The Court of Appeal strongly criticized the finding of the trial court with respect to bad faith. The words of the court in this regard are worth quoting at length: "Allegations and findings of bad faith against a minister are so serious and damaging that the least one can expect from a litigant and trial judge is that they make them expressly and unequivocally. Unfortunately, in the case at bar, the respondents and the Trial Judge were content with elusive innuendos that make the task of the appellants and of this court very difficult . . . If the quota policy is adopted for a valid purpose . . . one cannot look at its effects to condemn the motives of its proponents"(p.12)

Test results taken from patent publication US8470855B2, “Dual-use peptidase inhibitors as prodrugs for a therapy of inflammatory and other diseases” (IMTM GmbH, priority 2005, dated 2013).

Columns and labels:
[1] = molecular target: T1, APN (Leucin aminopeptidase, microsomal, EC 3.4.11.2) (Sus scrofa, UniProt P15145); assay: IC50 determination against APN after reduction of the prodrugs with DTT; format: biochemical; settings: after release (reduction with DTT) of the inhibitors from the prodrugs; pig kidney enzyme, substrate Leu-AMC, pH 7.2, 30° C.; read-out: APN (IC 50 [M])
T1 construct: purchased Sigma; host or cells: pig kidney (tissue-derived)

With respect to improper purpose, the trial court found the Minister’s purpose for implementing C.O.R. to be improper because it discriminated against new entrants to the fishery in order to benefit and thus gain the support of, old entrants. The Court of Appeal referred to the Gulf Trollers Association case which found that Parliament may manage the fisheries for social or economic purposes, as well as to section 7, of the Fisheries Act which gives the Minister of Fisheries absolute discretion to issue fishing licences. It then concluded that the courts should give effect to the intent of Parliament to confer upon the Minister the "widest possible freedom to manoeuvre" (p.15). It is only when actions of the Ministry . . . are clearly beyond the broad purposes permitted under the Act that courts should intervene" (p. 15).